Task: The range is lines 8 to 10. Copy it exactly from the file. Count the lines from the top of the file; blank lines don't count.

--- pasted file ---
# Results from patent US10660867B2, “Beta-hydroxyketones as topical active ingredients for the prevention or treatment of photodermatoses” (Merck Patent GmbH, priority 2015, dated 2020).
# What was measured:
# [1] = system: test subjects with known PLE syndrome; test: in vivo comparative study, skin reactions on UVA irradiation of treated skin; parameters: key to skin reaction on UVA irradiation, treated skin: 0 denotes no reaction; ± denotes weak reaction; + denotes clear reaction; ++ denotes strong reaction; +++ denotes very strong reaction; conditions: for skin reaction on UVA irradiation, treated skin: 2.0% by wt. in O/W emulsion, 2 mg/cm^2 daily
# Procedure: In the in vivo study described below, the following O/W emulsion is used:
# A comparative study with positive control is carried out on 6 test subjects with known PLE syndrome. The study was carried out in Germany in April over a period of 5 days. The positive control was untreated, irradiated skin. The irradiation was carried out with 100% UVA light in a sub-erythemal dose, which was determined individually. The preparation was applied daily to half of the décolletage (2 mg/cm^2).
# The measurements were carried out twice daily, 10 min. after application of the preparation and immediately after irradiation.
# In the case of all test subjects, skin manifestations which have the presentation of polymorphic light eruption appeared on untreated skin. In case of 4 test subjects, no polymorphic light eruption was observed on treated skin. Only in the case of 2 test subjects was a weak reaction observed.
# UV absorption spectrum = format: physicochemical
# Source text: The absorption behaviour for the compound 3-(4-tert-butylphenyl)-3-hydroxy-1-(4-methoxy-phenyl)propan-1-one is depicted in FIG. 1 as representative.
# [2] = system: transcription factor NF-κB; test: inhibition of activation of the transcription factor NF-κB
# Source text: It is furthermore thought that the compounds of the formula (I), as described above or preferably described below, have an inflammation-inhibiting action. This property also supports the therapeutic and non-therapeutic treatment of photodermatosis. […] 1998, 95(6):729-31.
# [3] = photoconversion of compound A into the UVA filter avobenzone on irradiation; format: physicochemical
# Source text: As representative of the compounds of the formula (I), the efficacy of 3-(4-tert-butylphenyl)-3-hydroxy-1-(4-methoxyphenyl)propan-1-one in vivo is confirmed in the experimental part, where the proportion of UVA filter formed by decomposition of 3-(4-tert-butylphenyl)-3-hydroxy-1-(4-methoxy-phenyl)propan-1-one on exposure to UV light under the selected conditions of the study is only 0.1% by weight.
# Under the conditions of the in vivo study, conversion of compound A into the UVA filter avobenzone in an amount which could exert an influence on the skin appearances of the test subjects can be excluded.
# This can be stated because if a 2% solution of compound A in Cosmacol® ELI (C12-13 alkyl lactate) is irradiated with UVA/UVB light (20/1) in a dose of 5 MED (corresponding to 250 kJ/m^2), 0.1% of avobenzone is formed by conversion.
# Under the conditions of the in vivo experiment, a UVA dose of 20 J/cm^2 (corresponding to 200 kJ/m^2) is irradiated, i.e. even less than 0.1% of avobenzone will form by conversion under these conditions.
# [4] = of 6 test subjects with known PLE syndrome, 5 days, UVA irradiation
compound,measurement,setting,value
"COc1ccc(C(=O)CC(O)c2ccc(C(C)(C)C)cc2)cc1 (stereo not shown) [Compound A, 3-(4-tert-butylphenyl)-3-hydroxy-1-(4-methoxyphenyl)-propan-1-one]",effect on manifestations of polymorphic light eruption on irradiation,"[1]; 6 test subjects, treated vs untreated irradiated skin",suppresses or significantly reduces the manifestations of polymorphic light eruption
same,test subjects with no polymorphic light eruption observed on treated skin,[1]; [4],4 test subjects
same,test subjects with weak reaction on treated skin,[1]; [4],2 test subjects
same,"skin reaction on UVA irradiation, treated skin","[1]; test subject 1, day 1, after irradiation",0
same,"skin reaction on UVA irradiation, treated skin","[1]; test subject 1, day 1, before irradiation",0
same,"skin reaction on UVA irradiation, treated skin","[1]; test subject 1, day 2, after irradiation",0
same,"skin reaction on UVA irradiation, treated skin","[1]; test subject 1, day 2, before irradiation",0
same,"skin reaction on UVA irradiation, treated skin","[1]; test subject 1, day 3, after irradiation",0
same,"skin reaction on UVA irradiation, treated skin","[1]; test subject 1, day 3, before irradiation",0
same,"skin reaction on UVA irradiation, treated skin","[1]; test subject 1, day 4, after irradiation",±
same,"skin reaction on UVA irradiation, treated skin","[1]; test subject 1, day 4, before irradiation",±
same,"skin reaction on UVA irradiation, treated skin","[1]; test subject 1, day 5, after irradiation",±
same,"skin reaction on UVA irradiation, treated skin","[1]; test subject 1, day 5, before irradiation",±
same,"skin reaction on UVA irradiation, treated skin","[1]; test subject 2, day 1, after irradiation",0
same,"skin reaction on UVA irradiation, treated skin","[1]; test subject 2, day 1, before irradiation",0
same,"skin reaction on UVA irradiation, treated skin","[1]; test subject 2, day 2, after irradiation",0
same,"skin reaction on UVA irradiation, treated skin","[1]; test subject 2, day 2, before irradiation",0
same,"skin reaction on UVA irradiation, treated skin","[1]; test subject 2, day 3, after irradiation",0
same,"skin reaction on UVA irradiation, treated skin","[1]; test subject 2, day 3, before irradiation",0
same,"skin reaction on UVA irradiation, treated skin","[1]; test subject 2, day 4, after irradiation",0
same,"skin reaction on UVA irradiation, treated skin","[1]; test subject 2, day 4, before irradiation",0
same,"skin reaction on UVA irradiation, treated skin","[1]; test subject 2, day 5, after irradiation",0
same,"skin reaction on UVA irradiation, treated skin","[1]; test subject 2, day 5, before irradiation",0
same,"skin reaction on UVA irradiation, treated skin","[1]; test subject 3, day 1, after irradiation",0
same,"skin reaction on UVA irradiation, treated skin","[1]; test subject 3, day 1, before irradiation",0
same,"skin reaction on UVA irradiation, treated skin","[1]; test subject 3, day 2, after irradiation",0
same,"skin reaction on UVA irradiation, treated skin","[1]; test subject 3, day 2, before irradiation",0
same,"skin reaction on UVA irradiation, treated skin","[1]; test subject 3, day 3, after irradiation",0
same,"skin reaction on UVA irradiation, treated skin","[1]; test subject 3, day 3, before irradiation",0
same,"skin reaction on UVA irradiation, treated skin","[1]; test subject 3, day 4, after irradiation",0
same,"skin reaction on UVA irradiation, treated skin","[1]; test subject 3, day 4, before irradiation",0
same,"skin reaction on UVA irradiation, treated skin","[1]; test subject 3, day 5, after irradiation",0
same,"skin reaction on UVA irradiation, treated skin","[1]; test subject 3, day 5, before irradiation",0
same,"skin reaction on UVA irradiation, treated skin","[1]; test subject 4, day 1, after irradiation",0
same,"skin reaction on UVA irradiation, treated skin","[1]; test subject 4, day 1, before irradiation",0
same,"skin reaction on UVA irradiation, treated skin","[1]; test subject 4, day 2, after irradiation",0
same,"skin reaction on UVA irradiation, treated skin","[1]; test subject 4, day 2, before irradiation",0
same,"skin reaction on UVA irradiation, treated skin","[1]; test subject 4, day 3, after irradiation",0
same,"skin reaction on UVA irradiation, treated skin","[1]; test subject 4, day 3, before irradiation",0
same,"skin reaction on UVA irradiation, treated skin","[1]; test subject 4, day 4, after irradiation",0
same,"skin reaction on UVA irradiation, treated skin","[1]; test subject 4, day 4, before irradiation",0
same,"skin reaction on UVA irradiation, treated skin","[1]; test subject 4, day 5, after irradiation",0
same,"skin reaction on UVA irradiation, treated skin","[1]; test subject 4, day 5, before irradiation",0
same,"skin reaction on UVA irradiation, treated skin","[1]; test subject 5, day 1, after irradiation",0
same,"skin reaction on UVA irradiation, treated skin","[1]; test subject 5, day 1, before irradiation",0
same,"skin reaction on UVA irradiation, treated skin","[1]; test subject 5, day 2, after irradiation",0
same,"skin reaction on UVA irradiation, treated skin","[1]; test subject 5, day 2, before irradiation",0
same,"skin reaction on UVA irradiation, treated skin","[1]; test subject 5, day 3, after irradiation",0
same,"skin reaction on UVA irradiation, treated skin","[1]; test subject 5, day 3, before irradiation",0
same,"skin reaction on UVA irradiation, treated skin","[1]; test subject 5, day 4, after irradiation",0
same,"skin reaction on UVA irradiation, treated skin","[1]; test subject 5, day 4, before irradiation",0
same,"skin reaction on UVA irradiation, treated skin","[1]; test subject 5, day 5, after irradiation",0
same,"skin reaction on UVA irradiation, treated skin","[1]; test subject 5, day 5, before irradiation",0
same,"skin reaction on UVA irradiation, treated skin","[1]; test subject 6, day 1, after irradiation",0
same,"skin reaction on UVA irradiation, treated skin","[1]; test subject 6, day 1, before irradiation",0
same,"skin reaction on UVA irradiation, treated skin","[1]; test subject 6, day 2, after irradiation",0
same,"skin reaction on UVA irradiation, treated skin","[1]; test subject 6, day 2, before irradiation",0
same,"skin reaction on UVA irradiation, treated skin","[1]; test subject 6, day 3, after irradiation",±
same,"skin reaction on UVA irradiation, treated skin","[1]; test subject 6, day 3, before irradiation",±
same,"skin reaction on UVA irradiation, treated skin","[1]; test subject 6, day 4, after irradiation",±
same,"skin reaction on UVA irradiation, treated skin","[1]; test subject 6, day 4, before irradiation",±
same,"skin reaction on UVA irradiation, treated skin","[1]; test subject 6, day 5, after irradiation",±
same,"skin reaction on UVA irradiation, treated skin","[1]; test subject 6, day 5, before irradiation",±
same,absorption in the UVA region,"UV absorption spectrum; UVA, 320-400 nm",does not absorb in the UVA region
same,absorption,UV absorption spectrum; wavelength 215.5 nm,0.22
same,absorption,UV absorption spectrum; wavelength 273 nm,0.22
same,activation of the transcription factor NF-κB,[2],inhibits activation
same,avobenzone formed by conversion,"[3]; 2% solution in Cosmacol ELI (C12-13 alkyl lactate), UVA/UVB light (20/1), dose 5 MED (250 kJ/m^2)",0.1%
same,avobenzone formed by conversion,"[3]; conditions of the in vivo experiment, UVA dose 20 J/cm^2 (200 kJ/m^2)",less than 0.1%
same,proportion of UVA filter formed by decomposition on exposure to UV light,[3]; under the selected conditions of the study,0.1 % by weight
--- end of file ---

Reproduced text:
# UV absorption spectrum = format: physicochemical
# Source text: The absorption behaviour for the compound 3-(4-tert-butylphenyl)-3-hydroxy-1-(4-methoxy-phenyl)propan-1-one is depicted in FIG. 1 as representative.
# [2] = system: transcription factor NF-κB; test: inhibition of activation of the transcription factor NF-κB